Thursday, September 11, 2008

SRF and the Mortgage Mess

In the last post I noted that Shared Risk Financing eliminates the need for re-insurance. Therefore, this reduces the need for re-insurance schemes like Freddie Mac and Fannie Mae.

The Mortgage Mess happened because housing prices did not increase at the rate anticipated by borrowers. A large number of people owe more than their home is worth and are walking away from mortgages. There is a liquidity crises because banks have no way to know what their mortgage portfolio is worth.

Switching troubled loans from the mortgage to a shared risk contract would give the parties involved a clear idea of what they owned, and would restore liquidity.

A borrower would move from the situation where they owe a fixed amount on a house, for which they don't know the value. The lender would move from a situation where they have a fixed loan but don't know if the borrow will ever pay them back to actually owning a share of property which can be valued and traded.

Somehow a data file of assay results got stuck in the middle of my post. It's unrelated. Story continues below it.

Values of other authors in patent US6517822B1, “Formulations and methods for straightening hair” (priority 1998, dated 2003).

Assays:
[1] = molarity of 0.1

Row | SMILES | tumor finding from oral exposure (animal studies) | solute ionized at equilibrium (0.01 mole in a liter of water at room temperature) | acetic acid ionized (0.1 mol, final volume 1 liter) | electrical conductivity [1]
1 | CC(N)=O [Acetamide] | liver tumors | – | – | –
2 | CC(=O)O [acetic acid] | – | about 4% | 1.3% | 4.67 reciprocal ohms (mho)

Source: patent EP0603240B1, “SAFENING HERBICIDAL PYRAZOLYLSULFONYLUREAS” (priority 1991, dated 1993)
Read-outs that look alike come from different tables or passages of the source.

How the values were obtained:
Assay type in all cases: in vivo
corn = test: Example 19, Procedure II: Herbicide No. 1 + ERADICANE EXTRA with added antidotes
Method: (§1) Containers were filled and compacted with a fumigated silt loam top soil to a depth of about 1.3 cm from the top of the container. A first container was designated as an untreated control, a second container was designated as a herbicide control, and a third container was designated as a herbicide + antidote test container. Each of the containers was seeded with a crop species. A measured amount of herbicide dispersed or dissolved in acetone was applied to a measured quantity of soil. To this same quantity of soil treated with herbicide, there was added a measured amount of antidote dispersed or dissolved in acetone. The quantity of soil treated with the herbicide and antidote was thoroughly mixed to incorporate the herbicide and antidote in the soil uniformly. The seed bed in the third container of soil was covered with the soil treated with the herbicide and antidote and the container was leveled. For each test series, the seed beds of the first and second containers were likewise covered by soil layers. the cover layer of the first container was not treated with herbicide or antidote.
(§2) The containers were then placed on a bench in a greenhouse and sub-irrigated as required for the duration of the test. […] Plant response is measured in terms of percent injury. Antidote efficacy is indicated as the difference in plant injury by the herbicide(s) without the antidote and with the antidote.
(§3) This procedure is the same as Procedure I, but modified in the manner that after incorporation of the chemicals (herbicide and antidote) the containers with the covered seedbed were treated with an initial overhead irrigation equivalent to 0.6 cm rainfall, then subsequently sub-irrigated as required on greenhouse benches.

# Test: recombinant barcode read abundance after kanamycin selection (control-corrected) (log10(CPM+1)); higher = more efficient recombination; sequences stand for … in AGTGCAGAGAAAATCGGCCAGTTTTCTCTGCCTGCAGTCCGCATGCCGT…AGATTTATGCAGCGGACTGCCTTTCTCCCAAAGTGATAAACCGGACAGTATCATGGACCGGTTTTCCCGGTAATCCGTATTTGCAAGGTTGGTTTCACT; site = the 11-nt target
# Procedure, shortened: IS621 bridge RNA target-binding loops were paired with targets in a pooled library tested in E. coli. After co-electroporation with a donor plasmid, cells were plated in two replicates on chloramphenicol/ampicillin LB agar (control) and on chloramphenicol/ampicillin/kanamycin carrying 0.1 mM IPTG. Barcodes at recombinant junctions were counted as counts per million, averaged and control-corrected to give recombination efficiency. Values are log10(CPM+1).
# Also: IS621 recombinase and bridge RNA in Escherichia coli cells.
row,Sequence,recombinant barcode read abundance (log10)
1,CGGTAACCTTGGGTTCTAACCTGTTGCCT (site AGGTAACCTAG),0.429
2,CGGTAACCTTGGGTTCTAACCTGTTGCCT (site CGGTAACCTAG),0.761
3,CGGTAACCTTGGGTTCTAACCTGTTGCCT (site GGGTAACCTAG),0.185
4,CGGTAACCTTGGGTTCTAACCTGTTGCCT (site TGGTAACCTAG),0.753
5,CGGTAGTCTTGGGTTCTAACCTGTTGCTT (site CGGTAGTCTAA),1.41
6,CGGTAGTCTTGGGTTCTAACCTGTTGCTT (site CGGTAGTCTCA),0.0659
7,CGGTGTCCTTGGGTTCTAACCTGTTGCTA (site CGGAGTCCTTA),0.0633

The initial act of valuing and trading the SRF's would created a mini financial boon as the market re-aligns. The Feds would probably have to pour some cash into the pot to help home owners seriously underwater. The SRFs put the primary parties into a situation where they have better knowledge of their assets.


Scott Hinrichs said...

Interesting proposal. I suspect that brokerages and bundlers would quickly pop up to market mortgage investments to institutional investors, like mutual funds.

y-intercept said...

At today's inflated prices, a bundle with shares of 100 homes would be larger than many companies trading on the NASDAQ. As land rarely falls to zero, the investment would be more secure than gambling on stock. Once the accounting practices are set, the accounting would be easier than the accounting of most companies.